Explaining PA Lawsuits Using Plain Language (Part VII) – The Final Countdown

June 15, 2020
Brandon S. Harter

This post is part of our ongoing series translating the lawyer-gibberish of Pennsylvania lawsuits into something understandable. For the definitions of the terms in bold, check out the post that launched this series. A list of the posts in the series is also at the end of this article.

So, we’ve made it to the final countdown: trial. It’s time for winners (and losers) to be decided. Only a small fraction of cases make it this far. For example, in 2018 here in Lancaster County, only 72 of the 4,306 civil cases on the docket (1.6%) were tried. And the majority of those were handled by an arbitration board. Most cases are settled or are resolved through dispositive motions.

But even if your case is not one of those that makes it this far, what might happen at the end will impact your case and settlement strategy. So it’s worth thinking about this final step.


The most common form of trial is not truly a trial at all. For cases with less than $50,000 in dispute, the case is submitted to a panel of three arbitrators. (This amount varies from county to county, but this is Lancaster County’s line.) The arbitrators are experienced lawyers who hear testimony and evidence from all sides then reach a collective decision. No judge will be present for the arbitration.

The advantage to arbitration is that you get a decision much faster than waiting for a Court of Common Pleas judge to be available.

Trial (Jury and Non-Jury)

The traditional Law and Order style trial is another alternative. Cases worth more than the arbitration limit or which ask for injunctive relief go here. Injunctive relief is when you ask the Court to issue an order forcing someone to do something (like getting off your property) or to not do something (like coming back without your permission).

There are two flavors of trial.

A jury trial is when a group of citizens act as the decision-makers. The judge is in the courtroom to rule on objections and control the proceedings, but the jurors make the ultimate decision. You will not always have a jury with 12 members like you see in the movies.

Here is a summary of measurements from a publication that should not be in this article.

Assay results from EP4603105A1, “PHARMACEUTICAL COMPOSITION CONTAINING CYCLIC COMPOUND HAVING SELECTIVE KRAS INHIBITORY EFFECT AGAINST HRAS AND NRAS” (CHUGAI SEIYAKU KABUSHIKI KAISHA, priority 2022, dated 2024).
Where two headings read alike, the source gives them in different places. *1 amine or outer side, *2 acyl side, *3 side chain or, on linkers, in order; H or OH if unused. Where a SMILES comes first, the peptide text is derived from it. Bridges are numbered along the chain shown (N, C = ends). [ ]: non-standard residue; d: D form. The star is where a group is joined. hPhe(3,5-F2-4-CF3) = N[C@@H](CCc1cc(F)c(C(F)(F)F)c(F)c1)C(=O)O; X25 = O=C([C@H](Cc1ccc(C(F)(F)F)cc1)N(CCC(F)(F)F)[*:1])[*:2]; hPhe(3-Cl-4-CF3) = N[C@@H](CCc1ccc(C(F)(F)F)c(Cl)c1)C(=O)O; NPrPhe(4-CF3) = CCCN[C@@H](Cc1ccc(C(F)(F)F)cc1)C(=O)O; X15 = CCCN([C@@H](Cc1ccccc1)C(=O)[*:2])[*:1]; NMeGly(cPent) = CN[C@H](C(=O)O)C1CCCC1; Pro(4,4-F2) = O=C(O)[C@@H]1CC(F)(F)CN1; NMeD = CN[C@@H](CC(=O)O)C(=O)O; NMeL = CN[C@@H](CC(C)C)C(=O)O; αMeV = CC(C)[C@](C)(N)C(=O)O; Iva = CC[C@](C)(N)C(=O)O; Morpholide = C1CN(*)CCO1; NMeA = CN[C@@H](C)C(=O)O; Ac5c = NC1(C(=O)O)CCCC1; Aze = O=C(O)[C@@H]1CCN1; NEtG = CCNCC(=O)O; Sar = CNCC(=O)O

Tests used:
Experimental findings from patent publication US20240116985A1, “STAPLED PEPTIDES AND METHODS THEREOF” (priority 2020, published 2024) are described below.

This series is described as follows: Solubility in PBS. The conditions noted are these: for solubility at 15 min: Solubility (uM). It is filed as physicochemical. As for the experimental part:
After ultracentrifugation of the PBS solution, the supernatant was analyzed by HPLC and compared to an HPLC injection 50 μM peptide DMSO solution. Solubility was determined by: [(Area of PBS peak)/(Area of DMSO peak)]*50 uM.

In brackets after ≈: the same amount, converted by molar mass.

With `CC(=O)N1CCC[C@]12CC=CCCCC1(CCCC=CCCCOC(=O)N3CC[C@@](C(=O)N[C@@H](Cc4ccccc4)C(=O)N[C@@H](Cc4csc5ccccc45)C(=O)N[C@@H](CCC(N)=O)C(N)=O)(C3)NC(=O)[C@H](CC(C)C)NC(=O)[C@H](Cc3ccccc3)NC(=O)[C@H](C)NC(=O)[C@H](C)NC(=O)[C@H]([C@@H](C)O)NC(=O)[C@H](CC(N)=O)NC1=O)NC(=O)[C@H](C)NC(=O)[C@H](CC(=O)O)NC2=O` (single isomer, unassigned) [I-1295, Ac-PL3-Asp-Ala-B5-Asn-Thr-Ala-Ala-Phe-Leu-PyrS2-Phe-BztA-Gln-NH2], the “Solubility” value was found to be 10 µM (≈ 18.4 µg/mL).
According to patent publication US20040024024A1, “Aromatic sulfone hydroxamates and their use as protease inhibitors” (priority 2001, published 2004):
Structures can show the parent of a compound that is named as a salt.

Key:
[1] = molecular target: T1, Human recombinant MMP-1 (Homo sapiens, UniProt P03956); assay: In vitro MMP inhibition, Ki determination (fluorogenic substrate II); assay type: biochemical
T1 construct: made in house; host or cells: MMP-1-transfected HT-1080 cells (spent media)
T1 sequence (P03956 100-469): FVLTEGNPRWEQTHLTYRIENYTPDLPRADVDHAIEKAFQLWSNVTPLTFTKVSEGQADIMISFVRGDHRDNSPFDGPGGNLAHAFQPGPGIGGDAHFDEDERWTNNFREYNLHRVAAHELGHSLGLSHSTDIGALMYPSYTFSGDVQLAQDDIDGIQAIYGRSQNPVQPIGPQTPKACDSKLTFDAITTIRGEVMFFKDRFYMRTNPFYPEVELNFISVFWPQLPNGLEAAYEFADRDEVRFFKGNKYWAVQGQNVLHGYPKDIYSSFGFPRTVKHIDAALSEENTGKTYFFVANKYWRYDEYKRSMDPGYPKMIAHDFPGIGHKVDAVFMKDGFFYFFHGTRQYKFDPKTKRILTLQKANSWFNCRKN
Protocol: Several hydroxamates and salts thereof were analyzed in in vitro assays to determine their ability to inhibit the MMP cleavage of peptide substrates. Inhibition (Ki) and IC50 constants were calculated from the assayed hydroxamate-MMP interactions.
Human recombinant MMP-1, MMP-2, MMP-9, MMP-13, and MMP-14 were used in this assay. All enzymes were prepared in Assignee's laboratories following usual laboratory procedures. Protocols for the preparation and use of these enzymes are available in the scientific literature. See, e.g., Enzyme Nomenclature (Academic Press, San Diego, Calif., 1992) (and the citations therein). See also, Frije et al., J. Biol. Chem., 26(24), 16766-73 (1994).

A non-jury trial is when the judge acts both to control the proceedings AND makes the final decision. There are strategic reasons to ask for a jury or non-jury trial, so talk with your lawyer about this at the very beginning of your case (you have to ask when you file your first documents).

The Big Decision

Whether you are in an arbitration or a trial, typically, the plaintiff must prove each claim by “a preponderance of the evidence.” This standard is lower than you will see in criminal cases (which are decided “beyond a reasonable doubt”).

An easy way to remember “a preponderance of the evidence” is that it means more likely than not or 51% sure. So if more than half of the arbitrators or jurors agree with you, you win! And they do not have to be absolutely certain you are right; just that it is more likely you are right.

There are a handful of claims where the burden shifts between the parties or a higher burden applies, so confirm with your lawyer what the standard is for your case.

The decision, whether by an arbitration panel, judge, or jury, is converted to a judgment. This judgment is filed of public record in the courthouse.


What if you (or the other side) don’t like the outcome? If you think a mistake was made, you can take an appeal to a higher authority.

From an arbitration, you appeal to the Court of Common Pleas.

From a trial, you appeal to one of Pennsylvania’s intermediate appellate courts, the Pennsylvania Superior Court or the Pennsylvania Commonwealth Court.

Examples of errors might be that the arbitrators or judge did not let you use a certain witness or piece of evidence. Or that the wrong legal standard was read to the jury.

Just remember that “I think they got it wrong” is not a reason for an appeal. You get only one bite at the apple. So put your best foot forward at the arbitration or trial. And if you are worried the case is not going well for you? You can always agree to a settlement even after the trial starts…

Check out the rest of our series “Explaining PA Lawsuits Using Plain Language”:

Brandon Harter is a litigator and technology guru at Russell, Krafft & Gruber, LLP, in Lancaster, Pennsylvania. He received his law degree from William & Mary Law School and advises clients on issues of Civil Litigation & Dispute ResolutionMunicipal Law, and chairs the firm’s Tech Law Group.